My world changed when I read Thomas Lewis’ Lives of a Cell. It’s a collection of essays by a world-class physician, researcher and administrator (Director of the Sloan-Kettering Memorial Cancer Research Center in New York). One summer night, driving through rural Connecticut, he was struck by how the fertile earth seemed to him like a living cell, exchanging nutrients and energy, cooperating in an orgy of chaos and order.
There’s a theme here, about service after success and based upon that success. I was trained that the ultimate privilege is to be so successful that you had the means and mentality to serve the community, one way or another. Those who so served therefore distinguished themselves from those who either could not or would not serve the community.
In that way they distinguished themselves from less successful people, who lacked the outer or inner wealth to serve others’ needs. Another way one might distinguish oneself would be to not cheat or lie. When receiving incorrect change in your favor, one had two choices: correct the error or pocket the tiny windfall which declared you to be someone in such poor shape that the pittance mattered to you.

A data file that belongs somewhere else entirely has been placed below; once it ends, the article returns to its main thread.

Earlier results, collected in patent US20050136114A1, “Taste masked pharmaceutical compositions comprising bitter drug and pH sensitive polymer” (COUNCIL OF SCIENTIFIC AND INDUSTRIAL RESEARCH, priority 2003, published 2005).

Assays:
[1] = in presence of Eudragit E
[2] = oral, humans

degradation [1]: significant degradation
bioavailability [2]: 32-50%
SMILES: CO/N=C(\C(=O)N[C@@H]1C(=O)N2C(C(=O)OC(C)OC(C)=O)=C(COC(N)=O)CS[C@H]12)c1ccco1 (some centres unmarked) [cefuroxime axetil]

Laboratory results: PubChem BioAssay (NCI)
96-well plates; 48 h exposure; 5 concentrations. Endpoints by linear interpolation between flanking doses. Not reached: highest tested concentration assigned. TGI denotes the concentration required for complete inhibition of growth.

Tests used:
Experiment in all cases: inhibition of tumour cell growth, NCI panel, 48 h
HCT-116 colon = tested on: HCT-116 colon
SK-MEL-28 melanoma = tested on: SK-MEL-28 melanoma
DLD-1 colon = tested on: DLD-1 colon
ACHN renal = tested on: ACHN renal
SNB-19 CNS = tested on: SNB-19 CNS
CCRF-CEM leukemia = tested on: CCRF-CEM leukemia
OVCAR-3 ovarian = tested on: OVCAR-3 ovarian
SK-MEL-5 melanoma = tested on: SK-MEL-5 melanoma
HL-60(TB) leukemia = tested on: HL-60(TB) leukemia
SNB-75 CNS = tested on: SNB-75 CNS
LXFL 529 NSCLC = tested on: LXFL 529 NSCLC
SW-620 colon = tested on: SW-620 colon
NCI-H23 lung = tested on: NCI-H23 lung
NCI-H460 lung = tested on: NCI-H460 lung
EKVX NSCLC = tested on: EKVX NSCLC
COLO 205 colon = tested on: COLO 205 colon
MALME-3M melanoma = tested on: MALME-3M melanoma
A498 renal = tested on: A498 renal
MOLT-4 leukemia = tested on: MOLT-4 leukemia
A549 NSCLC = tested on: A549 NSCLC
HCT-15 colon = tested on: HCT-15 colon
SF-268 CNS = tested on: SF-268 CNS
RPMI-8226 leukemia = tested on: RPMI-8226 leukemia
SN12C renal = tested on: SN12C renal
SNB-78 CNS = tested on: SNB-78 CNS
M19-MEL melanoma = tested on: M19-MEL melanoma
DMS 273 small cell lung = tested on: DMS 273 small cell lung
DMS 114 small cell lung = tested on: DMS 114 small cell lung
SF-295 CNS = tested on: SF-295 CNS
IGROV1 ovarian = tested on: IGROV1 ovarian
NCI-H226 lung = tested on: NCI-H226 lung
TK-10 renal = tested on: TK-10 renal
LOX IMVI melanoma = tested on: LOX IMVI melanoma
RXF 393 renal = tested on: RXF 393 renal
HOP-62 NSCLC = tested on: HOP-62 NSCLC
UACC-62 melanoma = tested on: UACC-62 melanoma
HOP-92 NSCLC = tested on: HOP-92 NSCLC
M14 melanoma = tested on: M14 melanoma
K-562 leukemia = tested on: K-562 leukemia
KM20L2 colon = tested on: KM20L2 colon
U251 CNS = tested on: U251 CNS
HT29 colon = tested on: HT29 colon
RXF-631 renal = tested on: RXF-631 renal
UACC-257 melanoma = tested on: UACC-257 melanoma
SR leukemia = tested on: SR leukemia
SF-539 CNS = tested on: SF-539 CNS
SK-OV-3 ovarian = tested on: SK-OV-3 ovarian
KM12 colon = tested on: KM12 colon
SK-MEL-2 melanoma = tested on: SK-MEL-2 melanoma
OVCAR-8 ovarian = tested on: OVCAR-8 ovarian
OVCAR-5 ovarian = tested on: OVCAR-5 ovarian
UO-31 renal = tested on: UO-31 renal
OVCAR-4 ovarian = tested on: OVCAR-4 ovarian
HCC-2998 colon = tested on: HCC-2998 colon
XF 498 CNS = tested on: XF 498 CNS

Aaron Feuerstein is in the news again this spring. Mr Feuerstein is the owner of Malden Mills in Lawrence Massachussets, founded by his family in 1906. The last time you heard of him was in 1995, when the mill suffered a disastrous fire, yet he kept the payroll going and fired no one. That would be extraordinary enough, but it’s downright miraculous when you discover that Malden Mills is one of the last textile mills in America. This is an almost impossible business under the best of circumstances.
Malden Mills’ insurance covered only 75% of the rebuilding costs, so Malden filed for bankruptcy protection in 2001. Its creditors include GE Capital, SunAmerica and some private investors. Are we surprised that the creditors fought the reorganization every step of the way?
Let the Lady Speak
I can’t improve on the sentiments expressed by Marion Wright Edelman on her quotations page. Read her wisdom. Is there anything each of us can do, today, to make the world a little better. Not just social software or revising the world economy, but something here and now.
We have genes for usefulness.